IDW produced three “Angel” one-shots in the final three years of its run. All of these double-length issues are finales of sorts, and there’s a touch of comedy or lightness to them – “Last Angel in Hell” puts a bow on the “After the Fall” era, “Lorne: Music of the Spheres” is the final Lorne story and “Yearbook” is the last publication in IDW’s Angelverse.
Spike and Illyria go off on their own adventures toward the end of the period of IDW’s “Angel” ongoing series. Two four-issue miniseries — “Spike: The Devil You Know” and “Illyria: Haunted” – let us know what they’re up to, with varying degrees of entertainment value.
Starting with three transitional issues (36-38) where they share plotting and scripting duties with Bill Willingham, the duo of David Tischman and Mariah Huehner takes IDW’s “Angel” series to the finish line in Issues 36-44 (August 2010-April 2011). It’s a notch below Willingham’s run on Issues 28-35 that breathed new life into the title: not terrible, but there’s also a reason why these issues didn’t stick in my head as well as “Buffy” Season 8, which was published by Dark Horse at the same time.
The first 27 issues of IDW’s main “Angel” title were collected under the “Season Six” banner, and that works out well because writer Bill Willingham’s run on the series from Issues 28-35 (December 2009-July 2010) feels like the launch of a new season – in a good way. While “After the Fall” (Issues 1-17) was strong, the title lost focus and momentum after that. Willingham, working with artists Brian Denham (28-32) and Elena Casagrande (33-35), brings a confident sense of direction to what I like to call “Season Seven.” And the artists also draw a Kate who looks like Kate for the first time in too long.
While IDW’s “Angel” title still resists an ongoing narrative, the five-issue “Auld Lang Syne” (November 2006-March 2007) is a nice step up from the standard tortured-Angel story “The Curse” and the catching-up-with-the-gang “Old Friends.” Scott Tipton, who had shown a good grasp of Wesley in “Spotlight” and “Masks,” turns his focus to two living (well, undead) characters – Angel and Spike – in this third series set after Season 5.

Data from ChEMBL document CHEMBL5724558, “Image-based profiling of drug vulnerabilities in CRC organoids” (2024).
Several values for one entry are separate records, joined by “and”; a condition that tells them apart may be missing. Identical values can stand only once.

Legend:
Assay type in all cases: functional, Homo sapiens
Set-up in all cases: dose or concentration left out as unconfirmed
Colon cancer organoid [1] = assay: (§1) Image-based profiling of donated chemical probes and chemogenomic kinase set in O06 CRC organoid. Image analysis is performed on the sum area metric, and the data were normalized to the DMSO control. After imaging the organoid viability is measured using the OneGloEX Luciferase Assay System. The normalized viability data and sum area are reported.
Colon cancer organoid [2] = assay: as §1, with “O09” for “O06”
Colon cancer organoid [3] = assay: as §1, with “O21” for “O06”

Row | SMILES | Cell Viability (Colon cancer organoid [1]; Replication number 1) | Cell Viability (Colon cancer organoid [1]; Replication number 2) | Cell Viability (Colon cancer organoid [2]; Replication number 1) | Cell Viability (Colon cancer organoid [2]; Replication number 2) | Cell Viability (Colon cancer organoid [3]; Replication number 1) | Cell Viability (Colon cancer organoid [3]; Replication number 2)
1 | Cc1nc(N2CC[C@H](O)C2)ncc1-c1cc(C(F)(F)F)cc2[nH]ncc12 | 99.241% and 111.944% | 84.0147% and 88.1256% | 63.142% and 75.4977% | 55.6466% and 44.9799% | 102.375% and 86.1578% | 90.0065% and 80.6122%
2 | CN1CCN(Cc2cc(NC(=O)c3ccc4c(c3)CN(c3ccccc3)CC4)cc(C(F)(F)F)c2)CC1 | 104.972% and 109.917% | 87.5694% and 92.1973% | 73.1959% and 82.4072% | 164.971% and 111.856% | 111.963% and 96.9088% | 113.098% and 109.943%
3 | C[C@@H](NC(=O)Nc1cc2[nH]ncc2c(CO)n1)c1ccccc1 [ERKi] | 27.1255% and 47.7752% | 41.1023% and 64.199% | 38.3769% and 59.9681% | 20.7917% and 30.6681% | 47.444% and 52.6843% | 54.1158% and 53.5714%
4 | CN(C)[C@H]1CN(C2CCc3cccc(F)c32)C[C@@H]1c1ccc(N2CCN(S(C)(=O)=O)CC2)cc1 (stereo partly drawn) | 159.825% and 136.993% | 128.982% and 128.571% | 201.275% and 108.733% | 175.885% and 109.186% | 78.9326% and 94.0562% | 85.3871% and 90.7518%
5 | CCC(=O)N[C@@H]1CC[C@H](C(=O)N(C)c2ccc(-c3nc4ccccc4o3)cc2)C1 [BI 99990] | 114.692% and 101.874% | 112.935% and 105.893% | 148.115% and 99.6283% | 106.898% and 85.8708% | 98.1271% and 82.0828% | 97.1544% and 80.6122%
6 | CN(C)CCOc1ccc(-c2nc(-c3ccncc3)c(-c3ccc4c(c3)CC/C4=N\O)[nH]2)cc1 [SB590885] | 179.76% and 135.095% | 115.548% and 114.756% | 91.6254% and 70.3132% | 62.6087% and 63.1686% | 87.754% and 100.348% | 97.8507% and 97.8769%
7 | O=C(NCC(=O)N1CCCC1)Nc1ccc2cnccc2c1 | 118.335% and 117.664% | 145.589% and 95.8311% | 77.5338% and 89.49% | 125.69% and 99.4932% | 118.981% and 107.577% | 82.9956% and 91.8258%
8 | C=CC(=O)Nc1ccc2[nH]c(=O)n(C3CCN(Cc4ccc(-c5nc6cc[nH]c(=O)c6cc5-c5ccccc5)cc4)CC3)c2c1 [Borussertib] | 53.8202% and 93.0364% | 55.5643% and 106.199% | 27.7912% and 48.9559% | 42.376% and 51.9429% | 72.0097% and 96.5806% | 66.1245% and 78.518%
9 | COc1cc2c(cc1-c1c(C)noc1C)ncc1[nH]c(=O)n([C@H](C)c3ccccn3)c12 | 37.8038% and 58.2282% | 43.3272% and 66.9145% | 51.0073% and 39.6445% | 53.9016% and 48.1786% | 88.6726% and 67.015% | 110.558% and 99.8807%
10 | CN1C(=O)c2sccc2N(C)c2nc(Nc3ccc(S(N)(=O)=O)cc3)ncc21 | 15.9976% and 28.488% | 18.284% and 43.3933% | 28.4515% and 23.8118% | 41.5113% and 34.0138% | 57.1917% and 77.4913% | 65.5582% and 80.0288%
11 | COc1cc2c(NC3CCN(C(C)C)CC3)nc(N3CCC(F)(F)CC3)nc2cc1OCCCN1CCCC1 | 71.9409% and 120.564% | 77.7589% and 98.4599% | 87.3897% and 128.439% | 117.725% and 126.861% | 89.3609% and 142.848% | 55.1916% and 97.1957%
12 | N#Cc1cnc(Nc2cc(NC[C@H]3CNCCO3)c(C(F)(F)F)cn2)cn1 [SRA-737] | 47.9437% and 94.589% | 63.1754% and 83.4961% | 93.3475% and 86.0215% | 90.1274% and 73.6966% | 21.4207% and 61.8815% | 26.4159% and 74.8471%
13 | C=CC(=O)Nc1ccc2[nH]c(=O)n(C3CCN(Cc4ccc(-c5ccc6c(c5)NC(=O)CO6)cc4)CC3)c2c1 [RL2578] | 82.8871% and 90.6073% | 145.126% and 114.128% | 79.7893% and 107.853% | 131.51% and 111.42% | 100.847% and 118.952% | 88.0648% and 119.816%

IDW’s Seasons 10 and 11, despite initially being canonical, ended up being an interesting “what if” story when Chris Carter changed his mind and wrote a new story for TV. The one-shot comic “X-Files: Deviations” (March) is an alternate-universe story right from the get-go. In the spirit of Marvel’s “What If?” and Dark Horse’s “Star Wars Infinities” titles, the “Deviations” series tells “what if” stories in the worlds of “X-Files,” “Teenage Mutant Ninja Turtles,” “Ghostbusters,” “Transformers” and “G.I. Joe.”
IDW’s “X-Files” Season 10 comics mark the first time Chris Carter has a story credit on an “X-Files” comic – he co-wrote Issues 1-5, “Believers,” with series helmer Joe Harris – but, ironically, IDW’s series now seems less canonical than Topps’ or Wildstorm’s. Although neither Carter nor Harris has issued a statement about the canonicity of the series, it seems pretty obvious that this is what happened: When IDW’s “X-Files” launched in 2013, it was intended to be canonical. Then, in 2016, Carter changed his mind when he relaunched “The X-Files” for TV, no doubt figuring that too much of the TV audience was unfamiliar with the comic to make the new episodes tie in with the comic.